BBC invites UK public to control its Brexit coverage

By Craig Simpson, Press Association

The BBC will allow its Brexit coverage to be controlled by the British public in order to reflect how the country “really feels” about leaving the European Union.

Broadcasters will turn their editorial power over to a selected cross-section of the British public to broaden, demystify and democratise Brexit coverage.

The BBC has said it does not want its newsrooms to be seen as places of media control and conspiracy cut off from the knowledge of the British people.

As the date the UK is due to leave the EU approaches, the BBC will involve a “carefully selected” panel with different social backgrounds and political convictions to control content for a day of Brexit reporting.

The panel will work with editorial staff to shape the BBC’s Brexit coverage across the whole of March 1.

Editorial director of BBC News, Kamal Ahmed, said: “We really want the audience to be involved in the editorial decisions we make.

“Our editorial panel is made up of a cross-section of Britain, with different political views and from different social and economic backgrounds.

“They represent the full range of public opinion.

John Humphrys on the Today programme, which will be steered by a public panel as part of the BBC scheme (Jeff Overs/BBC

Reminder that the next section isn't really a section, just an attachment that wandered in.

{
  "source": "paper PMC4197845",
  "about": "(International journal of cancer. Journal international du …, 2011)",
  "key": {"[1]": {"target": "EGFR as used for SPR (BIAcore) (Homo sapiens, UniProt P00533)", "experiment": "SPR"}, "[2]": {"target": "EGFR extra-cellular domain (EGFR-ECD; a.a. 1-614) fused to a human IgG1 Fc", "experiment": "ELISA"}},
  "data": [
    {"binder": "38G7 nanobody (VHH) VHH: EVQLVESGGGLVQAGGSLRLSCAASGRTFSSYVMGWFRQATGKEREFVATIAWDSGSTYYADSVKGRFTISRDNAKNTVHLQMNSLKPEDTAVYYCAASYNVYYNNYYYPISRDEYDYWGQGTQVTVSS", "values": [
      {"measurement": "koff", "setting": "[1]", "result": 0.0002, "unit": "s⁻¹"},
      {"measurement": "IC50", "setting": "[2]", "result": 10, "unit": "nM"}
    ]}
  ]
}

“It’s important our coverage reflects how Britain really feels about Brexit, and what better way to achieve this than to let our audiences be part of the reporting process?

“Not only will it be a very different and thought-provoking way of reporting the news that day, but it will help inform how we shape our news coverage in the future.

“We want our news rooms across the UK to be less a set of secret castles where, to the public, mysterious things happen.

“We want to open up the process and this first day is just the start.”

The panel will offer their own questions and ideas for journalists, editors and correspondents from the first morning coverage to the final reports of the day.

Brexit: Your Stories will allow the public to shape the output of the Today programme, the major Six and 10 news bulletins, the News Channel and BBC Breakfast.

The day will also include phone-ins and make use of audience opinion throughout.

The BBC has said the scheme is part of the broadcaster’s commitment to making Brexit understandable, alongside Reality Check and Brexit Jargon Buster.

Brexit: Your Stories is taking place on Friday March 1 across a range of BBC News outlets.